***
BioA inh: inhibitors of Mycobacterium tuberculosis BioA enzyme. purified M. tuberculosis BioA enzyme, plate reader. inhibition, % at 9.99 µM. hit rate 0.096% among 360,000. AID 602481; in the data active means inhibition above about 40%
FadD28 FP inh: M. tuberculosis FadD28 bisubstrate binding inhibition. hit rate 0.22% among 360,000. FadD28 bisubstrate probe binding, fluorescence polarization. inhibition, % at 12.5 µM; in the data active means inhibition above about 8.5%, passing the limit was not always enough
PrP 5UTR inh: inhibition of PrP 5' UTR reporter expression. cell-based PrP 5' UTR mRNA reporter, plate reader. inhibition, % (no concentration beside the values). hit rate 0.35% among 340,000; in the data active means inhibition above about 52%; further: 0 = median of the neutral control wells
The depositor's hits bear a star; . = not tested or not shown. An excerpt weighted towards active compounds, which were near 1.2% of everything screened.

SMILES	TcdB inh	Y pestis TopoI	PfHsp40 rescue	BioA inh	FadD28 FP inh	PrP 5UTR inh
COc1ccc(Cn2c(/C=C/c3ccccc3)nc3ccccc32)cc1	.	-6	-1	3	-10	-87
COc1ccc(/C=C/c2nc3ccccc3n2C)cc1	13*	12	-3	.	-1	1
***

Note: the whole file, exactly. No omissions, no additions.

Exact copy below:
BioA inh: inhibitors of Mycobacterium tuberculosis BioA enzyme. purified M. tuberculosis BioA enzyme, plate reader. inhibition, % at 9.99 µM. hit rate 0.096% among 360,000. AID 602481; in the data active means inhibition above about 40%
FadD28 FP inh: M. tuberculosis FadD28 bisubstrate binding inhibition. hit rate 0.22% among 360,000. FadD28 bisubstrate probe binding, fluorescence polarization. inhibition, % at 12.5 µM; in the data active means inhibition above about 8.5%, passing the limit was not always enough
PrP 5UTR inh: inhibition of PrP 5' UTR reporter expression. cell-based PrP 5' UTR mRNA reporter, plate reader. inhibition, % (no concentration beside the values). hit rate 0.35% among 340,000; in the data active means inhibition above about 52%; further: 0 = median of the neutral control wells
The depositor's hits bear a star; . = not tested or not shown. An excerpt weighted towards active compounds, which were near 1.2% of everything screened.

SMILES	TcdB inh	Y pestis TopoI	PfHsp40 rescue	BioA inh	FadD28 FP inh	PrP 5UTR inh
COc1ccc(Cn2c(/C=C/c3ccccc3)nc3ccccc32)cc1	.	-6	-1	3	-10	-87
COc1ccc(/C=C/c2nc3ccccc3n2C)cc1	13*	12	-3	.	-1	1